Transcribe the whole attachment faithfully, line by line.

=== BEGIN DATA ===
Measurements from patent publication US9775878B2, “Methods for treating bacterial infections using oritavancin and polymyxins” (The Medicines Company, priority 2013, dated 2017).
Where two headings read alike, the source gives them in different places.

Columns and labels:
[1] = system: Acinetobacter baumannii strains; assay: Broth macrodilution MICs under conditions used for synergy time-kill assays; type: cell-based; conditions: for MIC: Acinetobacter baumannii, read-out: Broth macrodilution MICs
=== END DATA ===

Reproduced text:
Measurements from patent publication US9775878B2, “Methods for treating bacterial infections using oritavancin and polymyxins” (The Medicines Company, priority 2013, dated 2017).
Where two headings read alike, the source gives them in different places.

Columns and labels:
[1] = system: Acinetobacter baumannii strains; assay: Broth macrodilution MICs under conditions used for synergy time-kill assays; type: cell-based; conditions: for MIC: Acinetobacter baumannii, read-out: Broth macrodilution MICs